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Biodiversity in the Pantanal Wetland, Brazil.

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http://pubman.mpdl.mpg.de/cone/persons/resource/persons56637

Da Silva,  Carolina Joana
Working Group Tropical Ecology, Max Planck Institute for Limnology, Max Planck Institute for Evolutionary Biology, Max Planck Society;

http://pubman.mpdl.mpg.de/cone/persons/resource/persons56986

Wantzen,  Karl Matthias
Working Group Tropical Ecology, Max Planck Institute for Limnology, Max Planck Institute for Evolutionary Biology, Max Planck Society;

http://pubman.mpdl.mpg.de/cone/persons/resource/persons56636

Nunes da Cunha,  Cátia
Working Group Tropical Ecology, Max Planck Institute for Limnology, Max Planck Institute for Evolutionary Biology, Max Planck Society;

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Citation

Da Silva, C. J., Wantzen, K. M., Nunes da Cunha, C., & Machado, F. d. A. (2001). Biodiversity in the Pantanal Wetland, Brazil. In B. Gopal, W. J. Junk, & J. A. Davis (Eds.), Biodiversity in wetlands: assessment, function and conservation. Vol.2 (pp. 187-215). Leiden: Backhuys Publishers.


Cite as: http://hdl.handle.net/11858/00-001M-0000-000F-DEFD-3
Abstract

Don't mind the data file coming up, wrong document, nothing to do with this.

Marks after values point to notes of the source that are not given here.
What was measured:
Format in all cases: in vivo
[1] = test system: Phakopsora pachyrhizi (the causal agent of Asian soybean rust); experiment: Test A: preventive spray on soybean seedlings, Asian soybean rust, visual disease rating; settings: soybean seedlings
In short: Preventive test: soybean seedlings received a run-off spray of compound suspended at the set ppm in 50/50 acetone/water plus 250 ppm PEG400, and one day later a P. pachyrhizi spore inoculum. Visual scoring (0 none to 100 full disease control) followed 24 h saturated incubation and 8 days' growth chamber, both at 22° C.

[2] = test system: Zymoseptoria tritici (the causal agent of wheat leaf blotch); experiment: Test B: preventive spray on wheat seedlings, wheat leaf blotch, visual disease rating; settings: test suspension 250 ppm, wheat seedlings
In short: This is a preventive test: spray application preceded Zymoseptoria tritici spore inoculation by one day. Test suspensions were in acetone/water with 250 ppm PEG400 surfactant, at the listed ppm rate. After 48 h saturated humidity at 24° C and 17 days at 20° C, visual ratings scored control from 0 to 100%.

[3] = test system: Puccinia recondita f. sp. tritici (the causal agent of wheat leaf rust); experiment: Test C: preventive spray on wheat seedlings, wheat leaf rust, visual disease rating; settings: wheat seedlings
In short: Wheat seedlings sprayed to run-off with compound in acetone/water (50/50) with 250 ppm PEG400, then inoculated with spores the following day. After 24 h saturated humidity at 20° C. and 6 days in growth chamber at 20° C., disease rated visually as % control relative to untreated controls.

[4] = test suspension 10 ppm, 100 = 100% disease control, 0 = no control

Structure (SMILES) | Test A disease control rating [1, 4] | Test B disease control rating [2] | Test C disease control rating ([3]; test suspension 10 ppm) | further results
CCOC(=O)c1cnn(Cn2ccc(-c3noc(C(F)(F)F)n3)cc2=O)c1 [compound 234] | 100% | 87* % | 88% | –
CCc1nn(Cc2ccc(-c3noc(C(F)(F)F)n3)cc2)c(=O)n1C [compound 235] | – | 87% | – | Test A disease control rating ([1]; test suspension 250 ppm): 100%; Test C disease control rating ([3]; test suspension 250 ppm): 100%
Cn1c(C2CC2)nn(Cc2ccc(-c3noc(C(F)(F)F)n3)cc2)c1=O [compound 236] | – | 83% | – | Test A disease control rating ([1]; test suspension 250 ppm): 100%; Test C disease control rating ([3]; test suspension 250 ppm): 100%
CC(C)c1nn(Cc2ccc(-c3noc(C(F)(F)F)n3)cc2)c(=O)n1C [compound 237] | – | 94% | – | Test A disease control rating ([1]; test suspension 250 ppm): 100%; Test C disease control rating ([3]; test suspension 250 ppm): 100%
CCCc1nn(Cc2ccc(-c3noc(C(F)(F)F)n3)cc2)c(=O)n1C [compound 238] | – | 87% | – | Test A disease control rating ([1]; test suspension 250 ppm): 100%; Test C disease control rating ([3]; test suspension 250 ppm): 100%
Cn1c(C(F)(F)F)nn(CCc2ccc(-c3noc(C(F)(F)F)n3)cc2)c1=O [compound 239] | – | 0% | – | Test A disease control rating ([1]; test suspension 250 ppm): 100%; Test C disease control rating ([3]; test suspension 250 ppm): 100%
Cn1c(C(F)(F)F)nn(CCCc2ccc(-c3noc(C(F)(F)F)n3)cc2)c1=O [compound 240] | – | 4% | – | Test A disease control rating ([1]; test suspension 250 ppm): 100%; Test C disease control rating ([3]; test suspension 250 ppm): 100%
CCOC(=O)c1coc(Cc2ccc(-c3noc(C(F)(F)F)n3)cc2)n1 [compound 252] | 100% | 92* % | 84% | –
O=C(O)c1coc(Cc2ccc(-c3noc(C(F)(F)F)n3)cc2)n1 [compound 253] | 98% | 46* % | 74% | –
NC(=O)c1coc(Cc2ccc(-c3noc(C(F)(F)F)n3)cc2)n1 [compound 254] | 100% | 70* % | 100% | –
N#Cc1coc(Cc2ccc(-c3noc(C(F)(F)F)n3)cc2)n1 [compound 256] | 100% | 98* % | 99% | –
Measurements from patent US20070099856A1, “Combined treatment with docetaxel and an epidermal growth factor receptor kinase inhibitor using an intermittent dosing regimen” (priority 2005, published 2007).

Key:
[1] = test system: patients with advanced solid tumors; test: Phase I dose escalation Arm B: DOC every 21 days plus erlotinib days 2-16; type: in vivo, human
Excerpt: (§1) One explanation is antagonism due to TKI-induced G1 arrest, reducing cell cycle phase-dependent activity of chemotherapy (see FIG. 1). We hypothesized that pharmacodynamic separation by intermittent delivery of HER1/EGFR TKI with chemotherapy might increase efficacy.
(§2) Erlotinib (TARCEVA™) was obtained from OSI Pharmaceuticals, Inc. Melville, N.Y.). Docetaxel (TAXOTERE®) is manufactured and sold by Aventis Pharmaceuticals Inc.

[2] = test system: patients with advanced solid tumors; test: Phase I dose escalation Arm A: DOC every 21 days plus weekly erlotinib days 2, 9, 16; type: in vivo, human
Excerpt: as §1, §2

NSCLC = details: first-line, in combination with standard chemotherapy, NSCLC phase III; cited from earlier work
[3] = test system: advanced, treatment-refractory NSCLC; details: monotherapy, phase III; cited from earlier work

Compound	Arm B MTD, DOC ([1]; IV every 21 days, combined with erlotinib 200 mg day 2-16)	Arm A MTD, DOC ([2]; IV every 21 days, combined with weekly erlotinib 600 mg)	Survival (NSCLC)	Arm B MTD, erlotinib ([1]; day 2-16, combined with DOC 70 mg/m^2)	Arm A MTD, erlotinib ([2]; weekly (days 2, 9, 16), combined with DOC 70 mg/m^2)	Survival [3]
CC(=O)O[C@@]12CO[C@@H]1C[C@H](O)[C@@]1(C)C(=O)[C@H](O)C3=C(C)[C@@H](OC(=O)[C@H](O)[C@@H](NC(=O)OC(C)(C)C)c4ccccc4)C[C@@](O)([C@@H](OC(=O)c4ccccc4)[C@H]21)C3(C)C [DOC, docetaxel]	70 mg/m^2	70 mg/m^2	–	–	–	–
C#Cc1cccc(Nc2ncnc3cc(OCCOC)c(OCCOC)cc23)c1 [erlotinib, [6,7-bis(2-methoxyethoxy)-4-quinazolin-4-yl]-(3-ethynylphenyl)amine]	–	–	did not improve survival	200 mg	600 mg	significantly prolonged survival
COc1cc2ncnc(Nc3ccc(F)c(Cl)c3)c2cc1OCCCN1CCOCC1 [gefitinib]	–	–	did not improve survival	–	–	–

The Convention on Biological Diversity demands the assessment of biodiversity at both regional and national levels, and the formulation of strategies for conservation. In this sense, the Brazilian Government has organized a National Program of Biological Diversity (PRONABIO), which is developing strategies to present the data collected as well as developing recommendations for the protection of the major national biomes. The Pantanal of Mato Grosso, the world's largest floodplain, is an important Brazilian biome that sustains rich aquatic and terrestrial biota. The quantity of data on the biodiversity of the Pantanal is still scarce. The fragile equilibrium of the Pantanal ecosystems, maintained by the flood-pulse, is threatened by new paradigms in economic politics which lead to changes in landuse practices. This article covers mainly the current state of information on biodiversity in the Pantanal wetlands, its use, and the initiatives of public policies and of the private sector which affect conservation. This evaluation shows that the current studies concerning biodiversity within the Pantanal mostly concern the landscape units which are not seasonally flooded. Such surveys mostly take into account the plant communities, mainly the richness and variety of species. Few studies have charted indexes concerning the diversity of species. There is an array of parasite and vector studies which are not dealt with here. The few existing studies on social use of biodiversity show that the landscape units are differently used by the traditional stakeholders (pantaneiros) who are familiar with the specific conditions of the Pantanal, while new landowners from outside the Pantanal frequently apply non-sustainable practices. It is recommended that a program to study and manage the biodiversity of the Pantanal should include the catchment area. The program should be based on a tripod of research, pilot projects, and training for biodiversity management. Studies and actions should be supported by documents such as “Priority Actions for the Conservation of the Biodiversity of the Cerrado and the Pantanal“ and “Conservation Plan of Upper Paraguay Basin“ (PCBAP 1997 a). Ecological theories appropriate for Pantanal biodiversity management, specific training on biodiversity management, and approaches for pilot projects are suggested.